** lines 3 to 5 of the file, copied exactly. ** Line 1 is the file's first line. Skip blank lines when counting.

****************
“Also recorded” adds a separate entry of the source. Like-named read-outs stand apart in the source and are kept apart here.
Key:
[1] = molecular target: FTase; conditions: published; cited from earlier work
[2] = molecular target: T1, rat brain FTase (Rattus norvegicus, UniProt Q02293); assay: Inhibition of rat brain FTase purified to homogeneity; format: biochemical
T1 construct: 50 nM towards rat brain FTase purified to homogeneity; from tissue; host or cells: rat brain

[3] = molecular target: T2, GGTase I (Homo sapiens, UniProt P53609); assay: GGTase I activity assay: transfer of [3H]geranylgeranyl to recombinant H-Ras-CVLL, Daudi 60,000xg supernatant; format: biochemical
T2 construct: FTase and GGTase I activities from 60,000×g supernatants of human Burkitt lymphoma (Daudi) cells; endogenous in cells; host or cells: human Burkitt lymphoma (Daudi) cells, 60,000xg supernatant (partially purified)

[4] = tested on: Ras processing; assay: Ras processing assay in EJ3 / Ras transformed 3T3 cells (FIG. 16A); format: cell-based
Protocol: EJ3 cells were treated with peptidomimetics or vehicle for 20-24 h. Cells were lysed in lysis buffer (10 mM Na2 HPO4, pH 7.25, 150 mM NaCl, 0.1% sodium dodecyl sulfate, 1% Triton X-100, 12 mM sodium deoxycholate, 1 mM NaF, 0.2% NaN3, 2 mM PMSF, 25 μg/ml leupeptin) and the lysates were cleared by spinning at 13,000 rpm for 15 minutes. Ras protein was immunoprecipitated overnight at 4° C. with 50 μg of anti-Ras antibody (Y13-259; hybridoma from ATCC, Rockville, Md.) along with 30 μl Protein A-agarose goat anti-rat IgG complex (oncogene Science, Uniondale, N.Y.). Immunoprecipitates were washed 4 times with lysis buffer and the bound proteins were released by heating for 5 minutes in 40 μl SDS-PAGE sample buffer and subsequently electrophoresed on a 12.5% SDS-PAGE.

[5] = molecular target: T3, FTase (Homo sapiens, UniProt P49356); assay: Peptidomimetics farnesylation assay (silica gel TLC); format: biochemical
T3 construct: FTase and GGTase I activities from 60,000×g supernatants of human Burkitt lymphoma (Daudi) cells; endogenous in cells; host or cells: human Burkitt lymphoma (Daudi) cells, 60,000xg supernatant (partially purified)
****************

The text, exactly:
[1] = molecular target: FTase; conditions: published; cited from earlier work
[2] = molecular target: T1, rat brain FTase (Rattus norvegicus, UniProt Q02293); assay: Inhibition of rat brain FTase purified to homogeneity; format: biochemical
T1 construct: 50 nM towards rat brain FTase purified to homogeneity; from tissue; host or cells: rat brain